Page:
RF lateral composite: Pink line shows how the bony column should align while the purple line follows the actual alignment. Note how the purple line dips back and down away from the pink line. This denotes that the HPA is broken back. The sinking, long toe and underrun heels are all contributing. Blue line is where the toe needs to be brought back to. Red line indicates that the bottom of the foot should NOT be touched as the sole is already too thin. Green line follows the angle of the new growth and is only a visual marker, not a trim line. It runs parallel to the pink line. Yellow line 1 runs thru the coronary band. Yellow line 2 points to the extensor process. The distance between them denotes the amount of sinking.
On the photo, Green line is the same as on the rad. Blue area corresponds to the blue X = toe that needs to be backed up. Orange line shows where the heels should be located. Yellow line follows the coronary band, just as on the LF.

RF sole: Same discussion as for the LF.

LH dorsal: Same as the fronts.

LH lateral: Same as the fronts.

LH sole: Same discussion as the front soles. Note that the medial heel is more flared, while on the fronts it was the lateral heels.

RH dorsal: Same as for the LH.

RH lateral: Same as for the LH.

LH sole: Same discussion as for the other soles.

Monty should remain in padded boots until he develops more sole depth and starts to develop some concavity.

--
Lavinia

Moderator/ECIR Support


Collaeyn Hazen
 

Hi Lavinia,
Thank you Thank you Thank you!  This is great to see visually what his feet *should* look like end-state,  and what is OK to remove.  I've lost so much riding/fun time with Monty with his feet issues, hopefully we can move past that with correct trimming.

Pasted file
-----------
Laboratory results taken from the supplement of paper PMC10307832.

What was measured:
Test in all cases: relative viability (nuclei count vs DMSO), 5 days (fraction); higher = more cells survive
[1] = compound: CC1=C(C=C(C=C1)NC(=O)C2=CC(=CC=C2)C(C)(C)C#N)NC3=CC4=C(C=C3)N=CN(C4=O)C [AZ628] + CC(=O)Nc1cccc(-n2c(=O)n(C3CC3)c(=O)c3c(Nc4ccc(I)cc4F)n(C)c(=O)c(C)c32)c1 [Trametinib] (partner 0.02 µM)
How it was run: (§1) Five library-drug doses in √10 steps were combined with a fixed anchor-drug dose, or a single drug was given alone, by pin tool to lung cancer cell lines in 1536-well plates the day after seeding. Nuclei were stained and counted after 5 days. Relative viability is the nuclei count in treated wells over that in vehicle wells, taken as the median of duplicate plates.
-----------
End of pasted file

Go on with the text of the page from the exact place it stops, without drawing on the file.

I have Easyboot clouds for him to go into after today's trim, for extra support.

  1. Question for you - Up until now Monty has been in scoot boots, and since he had soreness in June, he has had Equine Fusion pads in them.  The Scoot boot tread has a lot of give under the center of the foot...I'm not sure if having more support around the perimeter of the hoof is contributing to the sinking in the middle? Or is the sinking more related purely to trim/hoof form? The scoots have been nice since they drain so well and he's been in them 24x7 (he lives out 95% of the time- only in for horrible weather).  I could try some form of Easyboot once he doesn't have the flared walls, they don't work with flares very well.   Hopefully someday he can be boot-free for turnout but I know we have a way to go.
  2. Second question - I was reading a lot of posts here re: Jiaogulan, and particularly an article by Dr. Kellon on the Uckele website.   My vet was here in June, he wanted Monty on isoxsuprine for increased blood flow to his feet. Is Jiaogulan something I should consider instead of isox?
  3. My other TB could use some help with his feet. They aren't as bad as Monty's but the heels are really... underdeveloped...? Can I request a trim eval for him? I would be happy to pay for an eval service.

    With sincere appreciation,

    Collaeyn and Monty
    Sewell, NJ
    June 2020
    https://ecir.groups.io/g/CaseHistory/files/Collaeyn%20and%20Monty
    https://ecir.groups.io/g/CaseHistory/album?id=248978


Lavinia Fiscaletti
 

You're welcome.

Use whatever boots fit him well and he is comfortable in. That will change over time, as will the pads that he finds most helpful. You want pads that will conform to all the nooks and crannies on the bottom of the feet so that all the weight bearing structures are engaged - not just the walls. This will distribute weight bearing across the entire bottom of the foot, engaging all the parts in cycles of pressure-and-release as the foot moves.

Isoxsuprine is poorly absorbed by horses when administered orally so is fairly useless. Jiaogulan actually works to increase nitric oxide production, so it increases circulation.For best results - feed on an empty stomach, twice daily. Dose is to effect. See the file on the main group:

https://ecir.groups.io/g/main/filessearch?q=jiaogulan

Sure, I can help you with your other boy as well. Just send me a PM.

--
Lavinia

Moderator/ECIR Support